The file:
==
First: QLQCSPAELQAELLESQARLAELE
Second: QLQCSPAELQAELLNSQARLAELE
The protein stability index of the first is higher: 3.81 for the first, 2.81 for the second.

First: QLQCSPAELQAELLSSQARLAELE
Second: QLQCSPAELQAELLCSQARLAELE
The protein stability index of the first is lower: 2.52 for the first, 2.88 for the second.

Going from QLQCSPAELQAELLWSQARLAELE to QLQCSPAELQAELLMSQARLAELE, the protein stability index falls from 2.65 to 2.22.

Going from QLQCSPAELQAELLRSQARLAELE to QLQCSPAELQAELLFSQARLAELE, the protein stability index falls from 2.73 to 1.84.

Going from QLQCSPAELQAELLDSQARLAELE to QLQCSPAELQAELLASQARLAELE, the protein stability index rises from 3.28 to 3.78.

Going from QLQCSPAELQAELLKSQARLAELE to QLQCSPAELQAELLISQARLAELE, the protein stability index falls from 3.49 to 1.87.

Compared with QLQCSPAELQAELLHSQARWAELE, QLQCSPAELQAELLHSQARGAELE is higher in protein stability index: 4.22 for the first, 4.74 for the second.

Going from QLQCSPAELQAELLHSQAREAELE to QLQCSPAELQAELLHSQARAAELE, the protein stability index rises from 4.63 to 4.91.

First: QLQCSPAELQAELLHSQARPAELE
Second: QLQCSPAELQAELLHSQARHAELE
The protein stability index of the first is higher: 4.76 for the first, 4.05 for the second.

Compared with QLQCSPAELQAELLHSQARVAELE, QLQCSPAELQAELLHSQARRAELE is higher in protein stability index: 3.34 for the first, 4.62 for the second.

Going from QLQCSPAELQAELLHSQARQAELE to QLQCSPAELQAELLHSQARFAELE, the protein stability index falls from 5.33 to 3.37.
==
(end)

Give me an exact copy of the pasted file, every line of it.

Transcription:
First: QLQCSPAELQAELLESQARLAELE
Second: QLQCSPAELQAELLNSQARLAELE
The protein stability index of the first is higher: 3.81 for the first, 2.81 for the second.

First: QLQCSPAELQAELLSSQARLAELE
Second: QLQCSPAELQAELLCSQARLAELE
The protein stability index of the first is lower: 2.52 for the first, 2.88 for the second.

Going from QLQCSPAELQAELLWSQARLAELE to QLQCSPAELQAELLMSQARLAELE, the protein stability index falls from 2.65 to 2.22.

Going from QLQCSPAELQAELLRSQARLAELE to QLQCSPAELQAELLFSQARLAELE, the protein stability index falls from 2.73 to 1.84.

Going from QLQCSPAELQAELLDSQARLAELE to QLQCSPAELQAELLASQARLAELE, the protein stability index rises from 3.28 to 3.78.

Going from QLQCSPAELQAELLKSQARLAELE to QLQCSPAELQAELLISQARLAELE, the protein stability index falls from 3.49 to 1.87.

Compared with QLQCSPAELQAELLHSQARWAELE, QLQCSPAELQAELLHSQARGAELE is higher in protein stability index: 4.22 for the first, 4.74 for the second.

Going from QLQCSPAELQAELLHSQAREAELE to QLQCSPAELQAELLHSQARAAELE, the protein stability index rises from 4.63 to 4.91.

First: QLQCSPAELQAELLHSQARPAELE
Second: QLQCSPAELQAELLHSQARHAELE
The protein stability index of the first is higher: 4.76 for the first, 4.05 for the second.

Compared with QLQCSPAELQAELLHSQARVAELE, QLQCSPAELQAELLHSQARRAELE is higher in protein stability index: 3.34 for the first, 4.62 for the second.

Going from QLQCSPAELQAELLHSQARQAELE to QLQCSPAELQAELLHSQARFAELE, the protein stability index falls from 5.33 to 3.37.